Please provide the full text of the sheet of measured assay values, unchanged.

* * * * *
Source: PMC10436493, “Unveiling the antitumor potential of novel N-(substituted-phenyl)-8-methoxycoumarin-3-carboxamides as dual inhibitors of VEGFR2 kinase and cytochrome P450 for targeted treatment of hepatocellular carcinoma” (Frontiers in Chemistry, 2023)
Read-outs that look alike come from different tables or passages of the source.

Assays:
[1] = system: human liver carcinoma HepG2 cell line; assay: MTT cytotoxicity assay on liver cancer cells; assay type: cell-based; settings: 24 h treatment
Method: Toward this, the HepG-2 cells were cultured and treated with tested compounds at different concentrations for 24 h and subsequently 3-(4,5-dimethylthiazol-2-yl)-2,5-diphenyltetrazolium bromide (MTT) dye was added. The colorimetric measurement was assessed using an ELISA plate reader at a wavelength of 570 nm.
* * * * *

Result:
Source: PMC10436493, “Unveiling the antitumor potential of novel N-(substituted-phenyl)-8-methoxycoumarin-3-carboxamides as dual inhibitors of VEGFR2 kinase and cytochrome P450 for targeted treatment of hepatocellular carcinoma” (Frontiers in Chemistry, 2023)
Read-outs that look alike come from different tables or passages of the source.

Assays:
[1] = system: human liver carcinoma HepG2 cell line; assay: MTT cytotoxicity assay on liver cancer cells; assay type: cell-based; settings: 24 h treatment
Method: Toward this, the HepG-2 cells were cultured and treated with tested compounds at different concentrations for 24 h and subsequently 3-(4,5-dimethylthiazol-2-yl)-2,5-diphenyltetrazolium bromide (MTT) dye was added. The colorimetric measurement was assessed using an ELISA plate reader at a wavelength of 570 nm.